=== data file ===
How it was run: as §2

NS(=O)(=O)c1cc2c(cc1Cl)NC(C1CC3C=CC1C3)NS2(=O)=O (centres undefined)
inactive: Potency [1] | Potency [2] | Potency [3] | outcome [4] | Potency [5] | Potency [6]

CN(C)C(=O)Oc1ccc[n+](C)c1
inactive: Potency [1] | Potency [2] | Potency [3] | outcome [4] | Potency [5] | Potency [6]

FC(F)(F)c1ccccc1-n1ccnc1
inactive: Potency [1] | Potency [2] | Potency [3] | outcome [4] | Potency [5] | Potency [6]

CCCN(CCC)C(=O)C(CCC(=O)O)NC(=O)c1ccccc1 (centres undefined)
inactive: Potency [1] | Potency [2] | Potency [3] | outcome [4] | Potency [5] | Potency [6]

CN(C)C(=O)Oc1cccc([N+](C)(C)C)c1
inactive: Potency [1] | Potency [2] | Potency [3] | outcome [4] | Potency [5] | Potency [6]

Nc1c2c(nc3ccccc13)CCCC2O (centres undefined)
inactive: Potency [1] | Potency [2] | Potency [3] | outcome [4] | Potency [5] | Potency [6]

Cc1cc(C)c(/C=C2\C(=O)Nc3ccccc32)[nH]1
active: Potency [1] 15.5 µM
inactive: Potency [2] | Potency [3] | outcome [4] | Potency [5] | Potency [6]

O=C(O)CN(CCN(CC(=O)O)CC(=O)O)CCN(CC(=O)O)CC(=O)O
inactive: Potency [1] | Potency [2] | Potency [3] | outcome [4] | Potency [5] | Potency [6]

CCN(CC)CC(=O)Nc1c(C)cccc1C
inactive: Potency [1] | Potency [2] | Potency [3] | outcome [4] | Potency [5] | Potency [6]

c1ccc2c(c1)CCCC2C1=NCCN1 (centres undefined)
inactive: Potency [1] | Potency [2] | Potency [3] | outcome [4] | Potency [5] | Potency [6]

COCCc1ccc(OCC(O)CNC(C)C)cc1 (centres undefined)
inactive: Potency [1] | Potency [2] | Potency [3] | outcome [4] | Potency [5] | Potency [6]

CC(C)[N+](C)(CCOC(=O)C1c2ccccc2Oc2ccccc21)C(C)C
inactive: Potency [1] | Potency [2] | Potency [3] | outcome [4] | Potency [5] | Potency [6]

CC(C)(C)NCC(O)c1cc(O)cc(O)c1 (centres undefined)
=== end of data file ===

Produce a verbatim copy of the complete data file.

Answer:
How it was run: as §2

NS(=O)(=O)c1cc2c(cc1Cl)NC(C1CC3C=CC1C3)NS2(=O)=O (centres undefined)
inactive: Potency [1] | Potency [2] | Potency [3] | outcome [4] | Potency [5] | Potency [6]

CN(C)C(=O)Oc1ccc[n+](C)c1
inactive: Potency [1] | Potency [2] | Potency [3] | outcome [4] | Potency [5] | Potency [6]

FC(F)(F)c1ccccc1-n1ccnc1
inactive: Potency [1] | Potency [2] | Potency [3] | outcome [4] | Potency [5] | Potency [6]

CCCN(CCC)C(=O)C(CCC(=O)O)NC(=O)c1ccccc1 (centres undefined)
inactive: Potency [1] | Potency [2] | Potency [3] | outcome [4] | Potency [5] | Potency [6]

CN(C)C(=O)Oc1cccc([N+](C)(C)C)c1
inactive: Potency [1] | Potency [2] | Potency [3] | outcome [4] | Potency [5] | Potency [6]

Nc1c2c(nc3ccccc13)CCCC2O (centres undefined)
inactive: Potency [1] | Potency [2] | Potency [3] | outcome [4] | Potency [5] | Potency [6]

Cc1cc(C)c(/C=C2\C(=O)Nc3ccccc32)[nH]1
active: Potency [1] 15.5 µM
inactive: Potency [2] | Potency [3] | outcome [4] | Potency [5] | Potency [6]

O=C(O)CN(CCN(CC(=O)O)CC(=O)O)CCN(CC(=O)O)CC(=O)O
inactive: Potency [1] | Potency [2] | Potency [3] | outcome [4] | Potency [5] | Potency [6]

CCN(CC)CC(=O)Nc1c(C)cccc1C
inactive: Potency [1] | Potency [2] | Potency [3] | outcome [4] | Potency [5] | Potency [6]

c1ccc2c(c1)CCCC2C1=NCCN1 (centres undefined)
inactive: Potency [1] | Potency [2] | Potency [3] | outcome [4] | Potency [5] | Potency [6]

COCCc1ccc(OCC(O)CNC(C)C)cc1 (centres undefined)
inactive: Potency [1] | Potency [2] | Potency [3] | outcome [4] | Potency [5] | Potency [6]

CC(C)[N+](C)(CCOC(=O)C1c2ccccc2Oc2ccccc21)C(C)C
inactive: Potency [1] | Potency [2] | Potency [3] | outcome [4] | Potency [5] | Potency [6]

CC(C)(C)NCC(O)c1cc(O)cc(O)c1 (centres undefined)